The blast, which foreign media reports have attributed to Israel and is said by some experts to have significantly set back Iran’s nuclear program, damaged an advanced centrifuge development and assembly plant.
Behrouz Kamalvandi says “the incident at Natanz nuclear enrichment facility was an act of sabotage and the investigations are still underway.”
Britain’s chief Brexit negotiator talks tough ahead of a crucial round of post-Brexit trade talks, saying the UK is “not afraid to walk away” if the European Union does not give ground on key issues.
David Frost tells the Mail on Sunday newspaper that Britain wants “to get back the powers to control our borders and that is the most important thing.”
Frost and EU negotiator Michel Barnier are due to meet in London on Tuesday for the eighth round of negotiations since Britain left the now 27-nation bloc on January 31.
That political departure will be followed by an economic break when an 11-month transition period ends on December 31 and Britain leaves the EU’s single market and customs union. The two sides are trying to strike a new deal on trade, security and a host of other issues, but talks are deadlocked.
The key sticking points are European boats’ access to UK fishing waters and state aid to industries. The EU is determined to ensure a “level playing field” for competition so British firms can’t undercut the bloc’s environmental or workplace standards or pump public money into UK industries.
With Israeli soccer star Eran Zahavi said in talks to sign up with Turkey’s Fenerbahçe SK club, another account responded to a recent Instagram post by the player with the simple invitation: “Come to Fenerbahçe.”
Zahavi responded, probably jokingly: “If your comment achieve[s] 500k :)”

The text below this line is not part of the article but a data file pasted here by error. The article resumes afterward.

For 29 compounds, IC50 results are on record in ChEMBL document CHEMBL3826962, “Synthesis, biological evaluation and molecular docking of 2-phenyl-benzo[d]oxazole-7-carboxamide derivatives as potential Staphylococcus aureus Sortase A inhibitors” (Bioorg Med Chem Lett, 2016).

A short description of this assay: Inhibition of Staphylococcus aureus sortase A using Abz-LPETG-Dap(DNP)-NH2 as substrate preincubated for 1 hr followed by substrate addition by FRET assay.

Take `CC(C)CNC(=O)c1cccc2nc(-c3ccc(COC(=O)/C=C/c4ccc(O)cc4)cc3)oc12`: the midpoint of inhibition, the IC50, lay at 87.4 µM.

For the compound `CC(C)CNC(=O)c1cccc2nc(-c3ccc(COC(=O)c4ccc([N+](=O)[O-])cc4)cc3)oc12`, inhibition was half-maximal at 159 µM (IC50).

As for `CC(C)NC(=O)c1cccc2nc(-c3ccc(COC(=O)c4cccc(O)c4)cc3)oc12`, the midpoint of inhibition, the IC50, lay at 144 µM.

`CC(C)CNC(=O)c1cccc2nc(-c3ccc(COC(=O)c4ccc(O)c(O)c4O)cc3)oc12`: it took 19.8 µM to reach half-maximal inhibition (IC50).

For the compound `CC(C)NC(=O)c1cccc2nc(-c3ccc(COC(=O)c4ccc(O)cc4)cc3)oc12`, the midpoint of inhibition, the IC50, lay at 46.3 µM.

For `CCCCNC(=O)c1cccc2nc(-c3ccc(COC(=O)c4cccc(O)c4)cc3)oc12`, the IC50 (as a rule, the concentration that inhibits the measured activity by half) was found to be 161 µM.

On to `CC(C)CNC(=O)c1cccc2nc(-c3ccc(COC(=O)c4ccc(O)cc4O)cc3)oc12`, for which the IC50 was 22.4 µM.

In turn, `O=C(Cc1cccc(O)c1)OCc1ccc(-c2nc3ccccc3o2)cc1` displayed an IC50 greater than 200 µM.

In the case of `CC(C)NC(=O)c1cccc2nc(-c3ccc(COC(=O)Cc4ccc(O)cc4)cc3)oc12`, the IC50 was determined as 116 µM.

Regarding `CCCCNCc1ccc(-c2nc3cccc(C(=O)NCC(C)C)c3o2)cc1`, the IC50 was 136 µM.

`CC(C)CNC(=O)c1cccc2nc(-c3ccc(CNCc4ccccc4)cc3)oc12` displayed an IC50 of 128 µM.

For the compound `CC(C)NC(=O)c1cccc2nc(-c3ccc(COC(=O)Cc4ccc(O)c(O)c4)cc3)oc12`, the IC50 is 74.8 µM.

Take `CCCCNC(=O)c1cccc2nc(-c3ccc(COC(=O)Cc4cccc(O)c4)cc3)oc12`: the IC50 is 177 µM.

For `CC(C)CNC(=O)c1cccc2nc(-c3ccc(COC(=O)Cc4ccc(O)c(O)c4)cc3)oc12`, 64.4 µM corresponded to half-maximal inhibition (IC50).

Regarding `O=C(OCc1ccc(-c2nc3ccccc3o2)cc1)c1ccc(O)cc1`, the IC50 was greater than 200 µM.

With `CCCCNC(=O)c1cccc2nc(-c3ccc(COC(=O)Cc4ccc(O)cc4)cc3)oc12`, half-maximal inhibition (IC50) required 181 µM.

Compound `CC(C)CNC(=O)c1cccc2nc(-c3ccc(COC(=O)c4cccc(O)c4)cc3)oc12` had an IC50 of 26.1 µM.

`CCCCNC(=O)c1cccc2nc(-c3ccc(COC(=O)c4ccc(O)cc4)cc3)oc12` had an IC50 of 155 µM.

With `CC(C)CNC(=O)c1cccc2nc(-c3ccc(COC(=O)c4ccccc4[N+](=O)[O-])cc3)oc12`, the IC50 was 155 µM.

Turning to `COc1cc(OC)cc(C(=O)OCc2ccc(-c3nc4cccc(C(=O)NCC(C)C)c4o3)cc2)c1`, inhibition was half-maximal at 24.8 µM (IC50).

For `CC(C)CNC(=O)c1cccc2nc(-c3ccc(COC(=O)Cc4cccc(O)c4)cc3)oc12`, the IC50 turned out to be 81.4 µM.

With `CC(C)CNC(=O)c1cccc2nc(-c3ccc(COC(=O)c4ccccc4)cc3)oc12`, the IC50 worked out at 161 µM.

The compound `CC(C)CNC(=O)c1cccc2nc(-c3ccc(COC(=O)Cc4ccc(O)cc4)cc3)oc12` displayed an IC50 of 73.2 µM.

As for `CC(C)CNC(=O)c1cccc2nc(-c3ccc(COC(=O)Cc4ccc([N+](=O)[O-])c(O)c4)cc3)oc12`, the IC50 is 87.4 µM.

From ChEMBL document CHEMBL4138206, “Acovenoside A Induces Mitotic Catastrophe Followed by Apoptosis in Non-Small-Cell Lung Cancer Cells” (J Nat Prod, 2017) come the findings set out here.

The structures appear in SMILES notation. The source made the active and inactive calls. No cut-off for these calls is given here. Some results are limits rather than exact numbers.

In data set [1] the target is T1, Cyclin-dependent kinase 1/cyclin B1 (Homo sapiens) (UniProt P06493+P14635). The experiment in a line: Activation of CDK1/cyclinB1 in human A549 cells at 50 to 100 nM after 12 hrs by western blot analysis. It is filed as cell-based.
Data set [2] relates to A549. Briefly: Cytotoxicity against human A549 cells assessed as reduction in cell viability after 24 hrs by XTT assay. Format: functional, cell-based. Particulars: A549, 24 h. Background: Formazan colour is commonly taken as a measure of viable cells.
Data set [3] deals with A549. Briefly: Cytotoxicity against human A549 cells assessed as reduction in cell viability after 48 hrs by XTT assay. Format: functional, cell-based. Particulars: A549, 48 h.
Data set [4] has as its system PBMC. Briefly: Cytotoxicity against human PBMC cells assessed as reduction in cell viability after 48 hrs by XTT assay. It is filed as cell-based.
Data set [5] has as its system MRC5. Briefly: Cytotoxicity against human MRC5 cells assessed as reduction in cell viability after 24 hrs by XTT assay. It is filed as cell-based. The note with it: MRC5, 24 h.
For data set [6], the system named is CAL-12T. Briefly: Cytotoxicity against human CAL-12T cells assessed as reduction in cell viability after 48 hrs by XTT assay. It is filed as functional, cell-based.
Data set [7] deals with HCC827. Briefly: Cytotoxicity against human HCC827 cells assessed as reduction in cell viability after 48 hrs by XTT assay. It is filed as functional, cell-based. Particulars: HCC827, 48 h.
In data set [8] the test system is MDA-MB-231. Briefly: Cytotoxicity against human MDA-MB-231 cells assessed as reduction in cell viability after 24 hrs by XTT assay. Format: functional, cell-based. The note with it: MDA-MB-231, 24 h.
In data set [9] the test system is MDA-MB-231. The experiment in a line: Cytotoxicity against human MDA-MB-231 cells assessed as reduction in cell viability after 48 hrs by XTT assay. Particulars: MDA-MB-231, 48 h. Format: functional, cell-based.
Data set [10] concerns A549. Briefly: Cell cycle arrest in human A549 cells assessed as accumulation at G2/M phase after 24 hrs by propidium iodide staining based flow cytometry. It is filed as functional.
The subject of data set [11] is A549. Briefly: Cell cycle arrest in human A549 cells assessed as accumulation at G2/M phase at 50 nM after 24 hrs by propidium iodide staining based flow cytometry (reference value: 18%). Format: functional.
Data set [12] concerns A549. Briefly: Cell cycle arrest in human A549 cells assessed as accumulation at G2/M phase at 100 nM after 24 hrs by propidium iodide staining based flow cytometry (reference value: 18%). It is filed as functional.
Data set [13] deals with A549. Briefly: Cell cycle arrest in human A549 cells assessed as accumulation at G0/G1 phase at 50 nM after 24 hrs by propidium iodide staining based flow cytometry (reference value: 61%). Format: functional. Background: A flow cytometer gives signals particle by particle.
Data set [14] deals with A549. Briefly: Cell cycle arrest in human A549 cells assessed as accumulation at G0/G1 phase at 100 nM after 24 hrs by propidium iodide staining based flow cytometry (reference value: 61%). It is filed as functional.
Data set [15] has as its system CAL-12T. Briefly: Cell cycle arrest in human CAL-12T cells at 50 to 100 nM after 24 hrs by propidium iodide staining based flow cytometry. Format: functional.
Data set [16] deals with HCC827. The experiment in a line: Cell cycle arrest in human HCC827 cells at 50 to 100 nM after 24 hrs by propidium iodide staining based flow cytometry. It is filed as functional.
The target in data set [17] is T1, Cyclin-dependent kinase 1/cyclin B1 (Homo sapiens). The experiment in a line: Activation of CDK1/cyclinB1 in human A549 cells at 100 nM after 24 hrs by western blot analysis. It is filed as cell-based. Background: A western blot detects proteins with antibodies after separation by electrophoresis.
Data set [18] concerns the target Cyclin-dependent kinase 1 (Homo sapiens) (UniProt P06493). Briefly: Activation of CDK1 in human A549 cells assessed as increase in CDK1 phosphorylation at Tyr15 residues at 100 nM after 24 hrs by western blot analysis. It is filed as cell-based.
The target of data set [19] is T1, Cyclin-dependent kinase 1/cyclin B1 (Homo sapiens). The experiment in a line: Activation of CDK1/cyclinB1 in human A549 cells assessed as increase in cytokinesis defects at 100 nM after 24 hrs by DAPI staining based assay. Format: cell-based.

The internet has stepped up, with the comment garnering over 720,000 likes as of this counting.
View this post on Instagram
A post shared by Eran Zahavi (@eranzahavi) on
That’s not likely to be the deciding factor on whether Zahavi joins the Turks, but it probably won’t hurt the negotiations.
Technicians at publicly funded coronavirus testing labs have agreed to end their strike after a week following talks with the Finance Ministry.
Around 2,000 laboratory workers at some 400 labs started an open-ended strike last Sunday morning amid a pay dispute with the Treasury.
The lab workers union says the sides have come to understandings, and that the deal will be finalized soon, and workers will get a pay raise.
Coronavirus testing continued amid the labor action, but only those who tested positive were being reported so that epidemiological surveys could be carried out.
Lab technicians have said they are paid a fraction of what workers doing the same job at private clinics get, creating an unfair disparity that also makes it hard to attract or keep workers, leading to them being overworked.
Iran has broadcast the televised confession of a wrestler facing the death penalty after a tweet from US President Donald Trump criticizing the case, a segment that resembled hundreds of other suspected coerced confessions aired over the last decade in the Islamic Republic.
The case of 27-year-old Navid Afkari has drawn the attention of a social media campaign that portrays him and his brothers as victims targeted over participating in protests against Iran’s Shiite theocracy in 2018. The television segment and authorities accuse Afkari of stabbing a water supply company employee in the southern city of Shiraz amid the unrest.
“To the leaders of Iran, I would greatly appreciate if you would spare this young man’s life, and not execute him,” Trump wrote Friday. “Thank you!”